A year ago tomorrow we conjectured, in our post where we asked will this be the year we traverse the supply chain plateau, we conjectured the manpower capability issue was a lack of education. While the average practitioner is not educated enough, it’s certainly not a lack of education opportunities, so we’re obviously still missing part of the puzzle.

So what are the missing pieces?

Don’t Throw Away That Old Spend Cube, Spendata Will Recover It For You!

And if you act fast, to prove they can do it, they’ll recover it for free. All you have to do is provide them 12 months of data from your old cube. More on this at the end of the post, but first …

As per our article yesterday, many organizations, often through no fault of their own, end up with a spend cube (filled with their IP) that they spent a lot of money to acquire, but which they can’t maintain — either because it was built by experts using a third party system, built by experts who did manual re-mappings with no explanations (or repeatable rules), built by a vendor that used AI “pattern matching”, or built by a vendor that ceased supporting the cube (and simply provided it to the company without any of the rules that were used to accomplish the categorization).

Such a cube is unusable, and unless maintainable rules can be recovered, it’s money down the drain. But, as per yesterday’s post, it doesn’t have to be.

  1. It’s possible to build the vast majority of spend cubes on the largest data sets in a matter of days using the classic secret sauce described in our last post.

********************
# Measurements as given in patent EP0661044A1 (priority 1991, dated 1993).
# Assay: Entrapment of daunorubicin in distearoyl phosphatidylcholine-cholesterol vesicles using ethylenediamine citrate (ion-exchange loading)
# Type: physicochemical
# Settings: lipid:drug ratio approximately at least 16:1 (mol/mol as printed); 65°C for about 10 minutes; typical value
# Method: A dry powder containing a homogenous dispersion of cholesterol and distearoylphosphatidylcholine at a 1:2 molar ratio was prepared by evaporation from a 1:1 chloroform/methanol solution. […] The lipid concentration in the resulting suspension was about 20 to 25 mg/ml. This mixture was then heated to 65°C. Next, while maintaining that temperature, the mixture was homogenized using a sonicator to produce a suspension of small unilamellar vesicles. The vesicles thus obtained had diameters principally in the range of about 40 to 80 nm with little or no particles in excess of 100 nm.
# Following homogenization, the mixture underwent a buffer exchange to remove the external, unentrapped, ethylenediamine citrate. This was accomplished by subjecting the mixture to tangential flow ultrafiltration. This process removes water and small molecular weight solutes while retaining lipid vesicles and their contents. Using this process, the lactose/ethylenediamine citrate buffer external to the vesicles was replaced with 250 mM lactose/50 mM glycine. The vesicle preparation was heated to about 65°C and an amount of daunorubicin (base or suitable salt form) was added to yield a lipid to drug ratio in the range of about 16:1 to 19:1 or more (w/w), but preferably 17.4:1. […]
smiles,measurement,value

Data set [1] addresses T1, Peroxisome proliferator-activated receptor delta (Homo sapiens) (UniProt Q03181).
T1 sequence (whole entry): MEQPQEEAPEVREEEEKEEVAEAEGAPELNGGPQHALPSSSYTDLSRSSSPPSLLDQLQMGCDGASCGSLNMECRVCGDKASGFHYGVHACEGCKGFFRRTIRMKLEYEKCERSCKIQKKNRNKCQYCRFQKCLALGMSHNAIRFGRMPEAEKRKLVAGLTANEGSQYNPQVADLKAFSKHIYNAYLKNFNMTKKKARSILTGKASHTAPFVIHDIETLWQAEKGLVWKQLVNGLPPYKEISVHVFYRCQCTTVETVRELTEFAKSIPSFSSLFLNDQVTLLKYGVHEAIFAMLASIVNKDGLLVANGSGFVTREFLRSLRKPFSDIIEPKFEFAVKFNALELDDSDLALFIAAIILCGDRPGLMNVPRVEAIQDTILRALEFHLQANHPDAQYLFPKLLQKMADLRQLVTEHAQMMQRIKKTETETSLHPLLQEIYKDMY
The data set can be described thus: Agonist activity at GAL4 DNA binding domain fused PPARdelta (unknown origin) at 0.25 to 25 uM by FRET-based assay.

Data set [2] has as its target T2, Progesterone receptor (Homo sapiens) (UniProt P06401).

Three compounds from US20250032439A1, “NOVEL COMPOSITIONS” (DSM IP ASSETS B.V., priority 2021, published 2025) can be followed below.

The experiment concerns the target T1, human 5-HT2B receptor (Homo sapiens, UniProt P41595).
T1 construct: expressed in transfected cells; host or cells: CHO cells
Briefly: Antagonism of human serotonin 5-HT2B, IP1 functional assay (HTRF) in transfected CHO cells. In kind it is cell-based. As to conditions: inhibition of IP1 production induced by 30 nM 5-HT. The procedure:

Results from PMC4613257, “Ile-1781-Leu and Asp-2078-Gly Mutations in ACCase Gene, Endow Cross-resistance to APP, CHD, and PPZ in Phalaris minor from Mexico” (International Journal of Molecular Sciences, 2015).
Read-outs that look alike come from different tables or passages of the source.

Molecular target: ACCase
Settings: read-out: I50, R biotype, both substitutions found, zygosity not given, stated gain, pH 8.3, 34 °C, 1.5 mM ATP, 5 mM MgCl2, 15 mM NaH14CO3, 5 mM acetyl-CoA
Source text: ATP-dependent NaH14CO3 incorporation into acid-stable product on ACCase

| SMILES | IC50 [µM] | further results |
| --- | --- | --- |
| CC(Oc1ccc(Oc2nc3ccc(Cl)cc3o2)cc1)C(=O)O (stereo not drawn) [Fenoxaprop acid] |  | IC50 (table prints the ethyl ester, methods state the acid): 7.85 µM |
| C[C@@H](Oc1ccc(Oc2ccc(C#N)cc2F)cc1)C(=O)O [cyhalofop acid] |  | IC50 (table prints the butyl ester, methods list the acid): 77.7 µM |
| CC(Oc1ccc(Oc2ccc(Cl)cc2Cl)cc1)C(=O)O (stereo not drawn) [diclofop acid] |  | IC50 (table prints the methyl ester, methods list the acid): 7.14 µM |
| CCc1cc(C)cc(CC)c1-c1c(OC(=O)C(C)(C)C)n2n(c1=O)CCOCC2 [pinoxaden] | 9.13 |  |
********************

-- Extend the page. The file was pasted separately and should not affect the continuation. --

2. All mappings leave evidence, and that evidence can be used to reconstruct a new and maintainable rules set.

Spendata has figured out that it’s possible to reverse engineer old spend cubes by deriving new rules by inference, based on the existing mappings. This is possible because the majority of such (lost) cubes are indirect spending cubes (where most organizations find the most bang for their buck). These can often be mapped to 95% or better accuracy using just Vendor and General Ledger code, with outliers mapped (if necessary) by Item Description.

And it doesn’t matter how your original cube was mapped — keyword matching algorithms, the deep neural net de jour, or by Elves from Rivendell — because supplier, GL-code, and supplier and GL-code patterns can be deduced from the original mappings, and then poked at with intelligent (AI) algorithms to find and address the exceptions.

In fact, Spendata is so confident of its reverse-engineering that — for at least the first 10 volunteers who contact them (at the number here) — they’ll take your old spend cube and use Spendata (at no charge) to reverse-engineer its rules, returning a cube to you so you can see the results (as well as the reverse-engineering algorithms that were applied) and the sequenced plain-English rules that can be used (and modified) to maintain it going forward.

Note that there’s a big advantage to rules-based mapping that is not found in black-box AI solutions — you can easily see any new items at refresh time that are unmapped, and define rules to handle them. This has two advantages.

  1. You can see if you are spending where you are supposed to be spending against your contracts and policies.
  2. You can see how fast new suppliers, products, and human errors are entering your system. [And you can speak with the offending personnel in the latter case to prevent these errors in the future.]

And mapping this new data is not a significant effort. If you think about it, how many new suppliers with meaningful spending does your company add in one month? Is it five? Ten? Twenty? It’s not many, and you should know who they are. The same goes for products. Chances are you’ll be able to keep up with the necessary rule additions and changes in an hour a month. That’s not much effort for having a spend cube you can fully understand and manage and that helps you identify what’s new or changed month over month.